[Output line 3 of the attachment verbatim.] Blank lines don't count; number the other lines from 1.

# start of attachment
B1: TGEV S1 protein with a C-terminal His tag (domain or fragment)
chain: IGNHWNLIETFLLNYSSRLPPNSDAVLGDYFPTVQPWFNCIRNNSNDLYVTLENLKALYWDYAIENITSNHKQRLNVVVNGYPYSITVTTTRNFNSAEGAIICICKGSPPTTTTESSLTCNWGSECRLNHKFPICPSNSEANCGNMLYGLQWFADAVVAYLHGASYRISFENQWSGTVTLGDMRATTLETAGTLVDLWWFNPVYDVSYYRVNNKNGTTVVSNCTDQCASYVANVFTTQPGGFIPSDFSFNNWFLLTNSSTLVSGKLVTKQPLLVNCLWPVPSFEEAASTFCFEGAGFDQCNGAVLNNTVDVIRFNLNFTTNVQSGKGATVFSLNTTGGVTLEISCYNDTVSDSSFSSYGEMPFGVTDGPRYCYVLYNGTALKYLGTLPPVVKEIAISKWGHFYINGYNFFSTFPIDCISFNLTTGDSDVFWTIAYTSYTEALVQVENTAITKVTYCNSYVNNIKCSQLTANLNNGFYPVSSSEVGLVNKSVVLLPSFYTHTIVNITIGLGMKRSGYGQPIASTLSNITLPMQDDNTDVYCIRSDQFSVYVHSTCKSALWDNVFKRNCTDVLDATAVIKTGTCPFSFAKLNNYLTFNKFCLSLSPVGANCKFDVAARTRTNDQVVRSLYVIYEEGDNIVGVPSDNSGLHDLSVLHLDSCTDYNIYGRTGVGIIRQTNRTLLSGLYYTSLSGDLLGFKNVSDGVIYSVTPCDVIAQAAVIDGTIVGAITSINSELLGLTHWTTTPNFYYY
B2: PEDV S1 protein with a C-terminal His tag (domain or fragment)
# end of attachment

B2: PEDV S1 protein with a C-terminal His tag (domain or fragment)